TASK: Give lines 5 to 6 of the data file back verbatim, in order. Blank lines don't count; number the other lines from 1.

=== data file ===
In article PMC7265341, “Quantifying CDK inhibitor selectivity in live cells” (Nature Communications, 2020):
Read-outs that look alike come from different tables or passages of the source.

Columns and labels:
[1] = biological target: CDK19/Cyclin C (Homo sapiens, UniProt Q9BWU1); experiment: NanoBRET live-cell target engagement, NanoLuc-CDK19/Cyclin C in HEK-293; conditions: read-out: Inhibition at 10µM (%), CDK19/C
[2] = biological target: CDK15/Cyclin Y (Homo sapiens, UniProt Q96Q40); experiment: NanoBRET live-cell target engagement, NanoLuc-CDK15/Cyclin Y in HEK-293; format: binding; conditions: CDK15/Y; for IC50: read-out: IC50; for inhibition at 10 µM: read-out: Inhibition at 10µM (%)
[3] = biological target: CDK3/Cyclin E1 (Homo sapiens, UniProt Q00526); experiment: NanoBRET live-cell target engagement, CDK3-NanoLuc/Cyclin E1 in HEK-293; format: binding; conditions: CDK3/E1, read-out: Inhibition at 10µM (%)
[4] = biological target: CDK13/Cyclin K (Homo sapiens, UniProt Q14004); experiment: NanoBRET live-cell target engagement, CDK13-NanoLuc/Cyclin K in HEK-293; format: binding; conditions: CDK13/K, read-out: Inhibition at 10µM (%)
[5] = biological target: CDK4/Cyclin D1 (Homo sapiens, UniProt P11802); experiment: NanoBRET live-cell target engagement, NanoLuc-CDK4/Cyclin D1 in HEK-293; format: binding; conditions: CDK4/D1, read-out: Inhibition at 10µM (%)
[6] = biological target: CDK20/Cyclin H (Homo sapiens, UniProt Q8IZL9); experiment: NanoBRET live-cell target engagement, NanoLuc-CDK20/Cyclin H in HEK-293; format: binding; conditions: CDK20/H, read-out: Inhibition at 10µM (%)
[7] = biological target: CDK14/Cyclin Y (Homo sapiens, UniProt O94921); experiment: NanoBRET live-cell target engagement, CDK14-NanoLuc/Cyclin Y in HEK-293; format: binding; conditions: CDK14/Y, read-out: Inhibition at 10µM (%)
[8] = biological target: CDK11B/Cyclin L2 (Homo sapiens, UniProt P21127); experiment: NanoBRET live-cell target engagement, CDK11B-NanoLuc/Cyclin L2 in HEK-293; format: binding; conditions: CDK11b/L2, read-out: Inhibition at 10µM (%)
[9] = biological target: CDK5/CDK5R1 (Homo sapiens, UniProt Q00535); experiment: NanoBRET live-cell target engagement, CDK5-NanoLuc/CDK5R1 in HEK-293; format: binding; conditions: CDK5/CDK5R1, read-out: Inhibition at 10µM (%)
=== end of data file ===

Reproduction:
[2] = biological target: CDK15/Cyclin Y (Homo sapiens, UniProt Q96Q40); experiment: NanoBRET live-cell target engagement, NanoLuc-CDK15/Cyclin Y in HEK-293; format: binding; conditions: CDK15/Y; for IC50: read-out: IC50; for inhibition at 10 µM: read-out: Inhibition at 10µM (%)
[3] = biological target: CDK3/Cyclin E1 (Homo sapiens, UniProt Q00526); experiment: NanoBRET live-cell target engagement, CDK3-NanoLuc/Cyclin E1 in HEK-293; format: binding; conditions: CDK3/E1, read-out: Inhibition at 10µM (%)